Ikea robot

The robot, once the preserve of large industry, could be coming to the shopfloors of SMEs to perform light tasks alongside staff via ‘intuitive’ programming. Samantha Pears reports.


Some of Europe‘s leading research institutes, universities and automation technology companies are planning to bring industrial robotics to the masses. The masses in this case are Europe‘s 200,000-plus smaller manufacturing firms, who will have access to intuitive, affordable self-assembly ‘light’ robots if the EU’s SMErobot project within the 6th Framework Programme project is successful.


Industrial robots are commonplace in high-volume manufacturers. Almost a million are in service worldwide, and their numbers are on the increase. However, robots are scarce in SMEs due to their cost and complexity. The SMErobot project aims to rectify this.


The term light relates to the construction of the robot. It will weigh around 20kg as opposed to an industrial robot that weighs nearer two tonnes. Light robots are aimed at lightweight jobs, such as arc welding and machining, where an employee now uses a hand tool. However, the robot will not be limited to one or two uses within an application. When woodworking, for example, it might be employed to trim, dress, mill, glue or shape.


The robot will be used in situations where it is not so much the work but the environment that is the problem. The solution? ‘Robotising the operation. Removing the employee from the arduous environment, but also removing the health hazard,’ said Dr Peter Haigh from UK-based project partners Casting Technology International (CTI).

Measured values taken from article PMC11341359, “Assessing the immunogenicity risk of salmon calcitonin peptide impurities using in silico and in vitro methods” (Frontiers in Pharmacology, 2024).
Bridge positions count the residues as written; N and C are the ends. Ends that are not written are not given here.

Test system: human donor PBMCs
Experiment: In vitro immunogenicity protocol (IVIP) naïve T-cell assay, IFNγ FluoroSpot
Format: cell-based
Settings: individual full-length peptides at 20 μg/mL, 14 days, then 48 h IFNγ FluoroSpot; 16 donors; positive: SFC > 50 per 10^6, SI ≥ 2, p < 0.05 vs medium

The aim of the EU-appointed team is to create a light robot that not only performs tasks but takes over a role, such as a repetitive job, that could lead to health problems like vibration white finger (VBW).


Light robots will be modular in design, which will ensure a wide scope of applications, be it for processing wood, metal or ceramics or lifting. And it is hoped that the final result will also be light on the SME’s purse strings — the new robot will cost a third of the amount of a conventional system. A robot working in a typical foundry might cost upwards of €50,000 (£34,000), whereas the light robot should be less than €20,000 (£14,000).


A team of leading research institutes, universities and robot manufacturers, including ABB and Kuka, have three main goals. The first of these is to design a robot capable of understanding human instructions. They hope to achieve this by developing a combination of existing devices and methods to create intuitive instruction paradigms. The team wants to produce robots that understand speech and human gestures as well as other automatically generated instructions that will ultimately limit the programming effort.


The final objective in intuitive programming is to incorporate mass-market handheld input devices that require simple human instructions rather than complicated CAD-designed, job-specific programming. Such paradigms exist — programming by demonstration (PbD) is one example — but are not integrated into shop-floor robots.


Programming usually requires much effort and increases the life-costs of the unit because the robot is programmed to carry out a specific task. Altering the robot’s work involves hiring the services of an experienced and expensive programmer.